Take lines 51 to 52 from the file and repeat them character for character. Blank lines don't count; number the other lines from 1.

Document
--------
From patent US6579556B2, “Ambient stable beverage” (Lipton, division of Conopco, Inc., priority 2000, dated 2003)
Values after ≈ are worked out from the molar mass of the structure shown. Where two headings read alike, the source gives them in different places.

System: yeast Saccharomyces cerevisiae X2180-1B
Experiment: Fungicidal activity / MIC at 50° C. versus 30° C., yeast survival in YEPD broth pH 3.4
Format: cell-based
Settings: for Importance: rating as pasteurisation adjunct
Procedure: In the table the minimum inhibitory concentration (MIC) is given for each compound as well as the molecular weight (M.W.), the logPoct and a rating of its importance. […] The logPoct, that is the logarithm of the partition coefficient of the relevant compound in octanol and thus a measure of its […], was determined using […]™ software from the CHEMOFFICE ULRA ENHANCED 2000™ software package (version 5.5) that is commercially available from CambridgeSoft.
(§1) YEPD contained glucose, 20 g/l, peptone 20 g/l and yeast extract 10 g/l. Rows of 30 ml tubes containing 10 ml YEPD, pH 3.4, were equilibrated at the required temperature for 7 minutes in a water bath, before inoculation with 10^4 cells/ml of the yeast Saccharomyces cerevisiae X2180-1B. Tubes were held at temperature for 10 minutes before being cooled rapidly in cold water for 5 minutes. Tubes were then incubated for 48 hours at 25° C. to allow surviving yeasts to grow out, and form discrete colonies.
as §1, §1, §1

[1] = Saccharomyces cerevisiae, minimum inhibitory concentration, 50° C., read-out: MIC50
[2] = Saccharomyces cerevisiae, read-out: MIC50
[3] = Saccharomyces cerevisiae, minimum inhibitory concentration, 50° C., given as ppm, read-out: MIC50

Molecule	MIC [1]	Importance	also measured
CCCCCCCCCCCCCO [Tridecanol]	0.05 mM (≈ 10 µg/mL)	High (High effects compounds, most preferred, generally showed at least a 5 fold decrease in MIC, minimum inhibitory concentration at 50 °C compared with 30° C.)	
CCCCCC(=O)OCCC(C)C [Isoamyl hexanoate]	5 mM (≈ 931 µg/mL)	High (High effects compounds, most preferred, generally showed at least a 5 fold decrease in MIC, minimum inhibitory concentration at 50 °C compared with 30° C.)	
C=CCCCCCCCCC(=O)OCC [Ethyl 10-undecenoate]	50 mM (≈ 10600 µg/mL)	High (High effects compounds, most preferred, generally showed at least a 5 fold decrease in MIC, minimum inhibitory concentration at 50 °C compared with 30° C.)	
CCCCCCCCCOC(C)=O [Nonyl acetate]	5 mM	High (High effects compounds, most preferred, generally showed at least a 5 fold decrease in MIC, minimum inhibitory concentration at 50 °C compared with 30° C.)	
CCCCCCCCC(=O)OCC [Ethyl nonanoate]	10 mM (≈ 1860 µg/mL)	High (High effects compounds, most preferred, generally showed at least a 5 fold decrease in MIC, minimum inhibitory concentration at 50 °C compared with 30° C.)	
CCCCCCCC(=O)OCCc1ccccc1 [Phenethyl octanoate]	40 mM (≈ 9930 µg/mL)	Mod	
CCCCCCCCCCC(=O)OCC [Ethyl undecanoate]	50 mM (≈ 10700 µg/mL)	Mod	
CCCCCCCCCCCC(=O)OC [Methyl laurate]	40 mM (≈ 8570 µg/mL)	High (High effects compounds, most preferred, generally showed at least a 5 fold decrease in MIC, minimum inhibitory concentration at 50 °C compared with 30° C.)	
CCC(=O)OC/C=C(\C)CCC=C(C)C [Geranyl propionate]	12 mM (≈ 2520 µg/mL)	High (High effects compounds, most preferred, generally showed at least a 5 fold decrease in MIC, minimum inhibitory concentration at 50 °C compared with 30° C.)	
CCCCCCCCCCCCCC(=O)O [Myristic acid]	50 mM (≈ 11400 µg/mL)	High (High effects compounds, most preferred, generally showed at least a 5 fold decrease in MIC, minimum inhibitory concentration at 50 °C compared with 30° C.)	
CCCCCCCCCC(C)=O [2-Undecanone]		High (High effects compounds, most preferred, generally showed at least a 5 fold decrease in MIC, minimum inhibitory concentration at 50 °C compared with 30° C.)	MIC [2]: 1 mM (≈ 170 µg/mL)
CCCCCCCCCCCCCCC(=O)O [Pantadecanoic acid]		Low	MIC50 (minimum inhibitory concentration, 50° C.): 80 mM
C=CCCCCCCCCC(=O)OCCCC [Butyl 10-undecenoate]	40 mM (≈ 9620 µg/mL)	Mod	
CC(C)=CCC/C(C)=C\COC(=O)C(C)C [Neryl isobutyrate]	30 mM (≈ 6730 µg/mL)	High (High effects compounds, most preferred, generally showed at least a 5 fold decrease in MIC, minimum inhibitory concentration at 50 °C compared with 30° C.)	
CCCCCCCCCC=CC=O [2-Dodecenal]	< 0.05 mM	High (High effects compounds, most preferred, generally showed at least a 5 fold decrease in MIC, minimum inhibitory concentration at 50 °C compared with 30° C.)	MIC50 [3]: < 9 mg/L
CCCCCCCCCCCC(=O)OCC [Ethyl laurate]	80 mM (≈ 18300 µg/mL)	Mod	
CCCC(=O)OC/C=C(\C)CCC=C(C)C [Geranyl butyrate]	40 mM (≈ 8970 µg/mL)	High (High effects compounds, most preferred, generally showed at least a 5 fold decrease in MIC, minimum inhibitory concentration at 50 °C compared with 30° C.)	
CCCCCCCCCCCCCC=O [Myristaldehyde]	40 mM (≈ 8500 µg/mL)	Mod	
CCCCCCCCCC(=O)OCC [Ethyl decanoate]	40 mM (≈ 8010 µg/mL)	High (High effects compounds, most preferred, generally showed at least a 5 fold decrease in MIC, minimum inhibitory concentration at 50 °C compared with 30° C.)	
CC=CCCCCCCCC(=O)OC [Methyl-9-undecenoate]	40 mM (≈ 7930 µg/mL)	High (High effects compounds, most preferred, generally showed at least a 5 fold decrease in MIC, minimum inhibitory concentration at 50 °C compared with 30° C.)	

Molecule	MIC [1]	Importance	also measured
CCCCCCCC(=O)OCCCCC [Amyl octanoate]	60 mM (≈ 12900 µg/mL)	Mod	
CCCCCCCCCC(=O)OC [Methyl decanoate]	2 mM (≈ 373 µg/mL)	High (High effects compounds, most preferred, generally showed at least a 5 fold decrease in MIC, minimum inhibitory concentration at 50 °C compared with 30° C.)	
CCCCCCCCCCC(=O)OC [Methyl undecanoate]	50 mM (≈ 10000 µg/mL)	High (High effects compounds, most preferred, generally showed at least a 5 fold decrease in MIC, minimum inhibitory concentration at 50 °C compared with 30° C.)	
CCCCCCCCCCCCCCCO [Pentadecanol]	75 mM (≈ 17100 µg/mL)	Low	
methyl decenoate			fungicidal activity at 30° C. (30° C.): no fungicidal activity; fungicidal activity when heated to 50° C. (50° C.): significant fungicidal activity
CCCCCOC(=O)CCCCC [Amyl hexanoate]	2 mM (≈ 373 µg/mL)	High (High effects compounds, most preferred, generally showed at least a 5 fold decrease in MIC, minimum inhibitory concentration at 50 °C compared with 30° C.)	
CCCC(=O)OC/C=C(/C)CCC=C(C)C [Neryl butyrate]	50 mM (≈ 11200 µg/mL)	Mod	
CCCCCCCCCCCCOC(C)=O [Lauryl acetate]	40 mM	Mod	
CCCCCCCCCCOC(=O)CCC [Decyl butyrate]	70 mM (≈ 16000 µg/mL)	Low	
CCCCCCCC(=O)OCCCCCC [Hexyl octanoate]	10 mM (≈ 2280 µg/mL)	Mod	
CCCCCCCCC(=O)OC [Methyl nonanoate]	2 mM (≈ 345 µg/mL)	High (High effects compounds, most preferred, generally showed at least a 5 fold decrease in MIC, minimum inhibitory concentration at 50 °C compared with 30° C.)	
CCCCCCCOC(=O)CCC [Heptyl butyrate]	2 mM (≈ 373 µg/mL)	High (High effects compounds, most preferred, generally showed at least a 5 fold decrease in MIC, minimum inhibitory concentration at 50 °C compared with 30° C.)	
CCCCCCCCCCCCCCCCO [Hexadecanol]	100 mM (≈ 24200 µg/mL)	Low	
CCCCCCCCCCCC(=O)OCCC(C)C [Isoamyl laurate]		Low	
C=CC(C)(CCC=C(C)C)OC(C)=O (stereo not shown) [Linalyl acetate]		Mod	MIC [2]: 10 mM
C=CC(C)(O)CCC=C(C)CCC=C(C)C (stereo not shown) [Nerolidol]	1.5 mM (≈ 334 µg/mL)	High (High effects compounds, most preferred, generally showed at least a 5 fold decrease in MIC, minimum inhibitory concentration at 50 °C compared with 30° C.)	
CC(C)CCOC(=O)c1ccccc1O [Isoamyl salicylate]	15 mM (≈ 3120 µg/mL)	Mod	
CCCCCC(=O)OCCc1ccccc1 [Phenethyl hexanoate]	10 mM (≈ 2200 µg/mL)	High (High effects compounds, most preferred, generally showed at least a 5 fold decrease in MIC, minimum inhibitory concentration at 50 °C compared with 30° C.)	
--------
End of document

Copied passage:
CC(C)CCOC(=O)c1ccccc1O [Isoamyl salicylate]	15 mM (≈ 3120 µg/mL)	Mod	
CCCCCC(=O)OCCc1ccccc1 [Phenethyl hexanoate]	10 mM (≈ 2200 µg/mL)	High (High effects compounds, most preferred, generally showed at least a 5 fold decrease in MIC, minimum inhibitory concentration at 50 °C compared with 30° C.)	